Originally posted on Fox Sports North  |  Last updated 2/20/12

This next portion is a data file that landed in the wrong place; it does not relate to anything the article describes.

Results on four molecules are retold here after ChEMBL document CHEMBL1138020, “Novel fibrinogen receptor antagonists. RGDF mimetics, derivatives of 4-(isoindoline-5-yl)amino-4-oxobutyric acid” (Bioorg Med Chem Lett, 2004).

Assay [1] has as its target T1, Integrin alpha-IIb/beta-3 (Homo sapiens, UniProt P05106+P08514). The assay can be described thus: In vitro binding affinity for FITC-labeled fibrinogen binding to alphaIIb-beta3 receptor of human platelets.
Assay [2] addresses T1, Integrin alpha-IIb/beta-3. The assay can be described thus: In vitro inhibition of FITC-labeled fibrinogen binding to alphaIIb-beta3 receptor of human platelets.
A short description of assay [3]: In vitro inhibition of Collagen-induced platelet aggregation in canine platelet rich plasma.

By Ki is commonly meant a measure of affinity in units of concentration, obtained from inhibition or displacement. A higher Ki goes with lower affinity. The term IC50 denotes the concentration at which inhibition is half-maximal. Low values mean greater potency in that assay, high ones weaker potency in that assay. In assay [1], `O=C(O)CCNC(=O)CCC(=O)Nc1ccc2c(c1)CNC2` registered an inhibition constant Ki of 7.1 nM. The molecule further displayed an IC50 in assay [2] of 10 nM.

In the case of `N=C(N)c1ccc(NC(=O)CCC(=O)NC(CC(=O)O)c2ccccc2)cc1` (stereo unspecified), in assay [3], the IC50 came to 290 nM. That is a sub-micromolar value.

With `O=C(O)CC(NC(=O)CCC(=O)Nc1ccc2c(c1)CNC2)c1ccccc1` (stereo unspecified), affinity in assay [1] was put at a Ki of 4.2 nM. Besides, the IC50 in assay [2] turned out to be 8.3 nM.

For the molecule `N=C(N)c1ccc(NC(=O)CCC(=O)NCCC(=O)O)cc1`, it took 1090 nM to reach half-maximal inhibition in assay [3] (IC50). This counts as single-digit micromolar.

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MINNEAPOLIS Kevin Love wasn't hiding his frustration. With just four points in the first quarter and six at the half, the forward was not in his usual form through much of Sunday's 92-91 win over Philadelphia. For a player averaging 25.6 points per game, that's almost unheard of, and Love made his displeasure known. Each time he walked to the bench for a rest or quick gulp of water, Love commented. Complaints like, "I can't make a shot," or, "Nothing seems to fall for me," were met by encouragement from his teammates and coaches. Keep shooting, they told him. Keep shooting. And he did. Love finished the night with a respectable 20 points, a statistic that obscures his struggles for most of the game. In the fourth quarter alone, Love scored 12 points, including the two free throws that sealed the Timberwolves' win. It was the second consecutive game in which Love has taken his play to a new level in the fourth quarter; he scored 14 in the fourth quarter in Houston on Friday to push the game out of the Rockets' reach. "That just shows the kind of player he's become," Timberwolves' coach Rick Adelman said of Love. "He made the plays in the fourth quarter that we needed. He made the big free throws at the end of the game there, and that's what you expect out of him." It's hard to fault Love his early struggles, especially against the 76ers, who have the best defense in the league and give up an average of only 87.3 points per game. Love said that for most of the game Sunday, the ball just didn't feel right in his hands. "Sometimes I have nights like that," Love said. "It's once in a blue moon, but still." It's easy to see there's no lack of confidence on the part of the 23-year-old. With this year's team and the standard he's set for himself, Love knows that other players will pick up the slack. On Sunday, it was Rubio, who had a season-high 22 points, marking the first time he'd scored more than 20 points in a game since 2007. But more than his teammates stepping up, Love has also negotiated a measure of inner calm when it comes to poor offensive nights. It's his fourth year in the league, so Love has had games like Sunday's before. He said that he's learned from each of them, and he's realized that it can take even less than a quarter of good basketball to change a game, especially a close one. With that knowledge has come an added maturity, the realization that a half hour of struggles doesn't have to mean 48 minutes of disappointing play. "I probably could have done it, but playing three quarters of basketball like that in the past, I don't think I was mature enough to overcome that and persevere through that," Love said. Sunday night's win might have been another tally in the loss column earlier this season, but the team's persistence showed a maturity that's only recently developed, the belief that any close game is theirs for the taking. And though Nikola Pekovic, in his dead-pan voice, may not have cut Love the slack most of his teammates did "I think he should start from the beginning, so we don't struggle so much," Pekovic said, smiling the team gave him much of the credit for its renewed belief in itself. "A lot of that goes to Kevin," Derrick Williams said. "It's just, he struggled for three quarters, and that last quarter he really turned it on. We needed him to score and rebound like he did in that fourth quarter." Because they can't always rely on that last-second shot, those final minutes of playing focused, air-tight basketball. Some nights they'll need a commanding lead, and Love is bound to snap out of his early funk soon. But games like Sunday's are fun to watch, to see a player find his game out of nowhere and seal a win in the final gasping milliseconds of a game. "To get this one here, and the one the other night as they go through experiences like that, when you play close games and you have to make plays, you get used to knowing what you're going to do," Adelman said. "I think we're figuring that out, what we're going to do." Sunday night showed that the Timberwolves have learned how to negotiate drama and suspense. They're still proving, however, that they can secure the easy wins. Follow Joan Niesen on Twitter.
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